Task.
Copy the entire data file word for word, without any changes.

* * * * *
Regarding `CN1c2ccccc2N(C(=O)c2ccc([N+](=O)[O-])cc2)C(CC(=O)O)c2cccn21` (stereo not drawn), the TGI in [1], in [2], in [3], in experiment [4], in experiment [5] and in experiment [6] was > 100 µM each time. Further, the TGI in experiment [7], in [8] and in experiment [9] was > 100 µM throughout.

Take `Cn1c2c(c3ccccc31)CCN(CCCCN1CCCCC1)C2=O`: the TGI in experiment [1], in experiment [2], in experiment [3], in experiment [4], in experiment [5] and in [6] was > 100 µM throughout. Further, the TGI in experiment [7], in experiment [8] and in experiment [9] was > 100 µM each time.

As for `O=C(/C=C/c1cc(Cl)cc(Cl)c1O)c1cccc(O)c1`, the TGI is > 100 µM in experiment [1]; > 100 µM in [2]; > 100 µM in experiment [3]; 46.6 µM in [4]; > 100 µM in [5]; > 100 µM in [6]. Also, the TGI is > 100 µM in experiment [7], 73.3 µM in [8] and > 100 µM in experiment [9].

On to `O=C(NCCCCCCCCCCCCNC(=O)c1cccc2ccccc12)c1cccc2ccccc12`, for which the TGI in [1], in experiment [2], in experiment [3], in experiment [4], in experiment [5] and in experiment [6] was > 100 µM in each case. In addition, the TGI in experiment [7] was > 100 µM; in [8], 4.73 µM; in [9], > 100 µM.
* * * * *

Regarding `CN1c2ccccc2N(C(=O)c2ccc([N+](=O)[O-])cc2)C(CC(=O)O)c2cccn21` (stereo not drawn), the TGI in [1], in [2], in [3], in experiment [4], in experiment [5] and in experiment [6] was > 100 µM each time. Further, the TGI in experiment [7], in [8] and in experiment [9] was > 100 µM throughout.

Take `Cn1c2c(c3ccccc31)CCN(CCCCN1CCCCC1)C2=O`: the TGI in experiment [1], in experiment [2], in experiment [3], in experiment [4], in experiment [5] and in [6] was > 100 µM throughout. Further, the TGI in experiment [7], in experiment [8] and in experiment [9] was > 100 µM each time.

As for `O=C(/C=C/c1cc(Cl)cc(Cl)c1O)c1cccc(O)c1`, the TGI is > 100 µM in experiment [1]; > 100 µM in [2]; > 100 µM in experiment [3]; 46.6 µM in [4]; > 100 µM in [5]; > 100 µM in [6]. Also, the TGI is > 100 µM in experiment [7], 73.3 µM in [8] and > 100 µM in experiment [9].

On to `O=C(NCCCCCCCCCCCCNC(=O)c1cccc2ccccc12)c1cccc2ccccc12`, for which the TGI in [1], in experiment [2], in experiment [3], in experiment [4], in experiment [5] and in experiment [6] was > 100 µM in each case. In addition, the TGI in experiment [7] was > 100 µM; in [8], 4.73 µM; in [9], > 100 µM.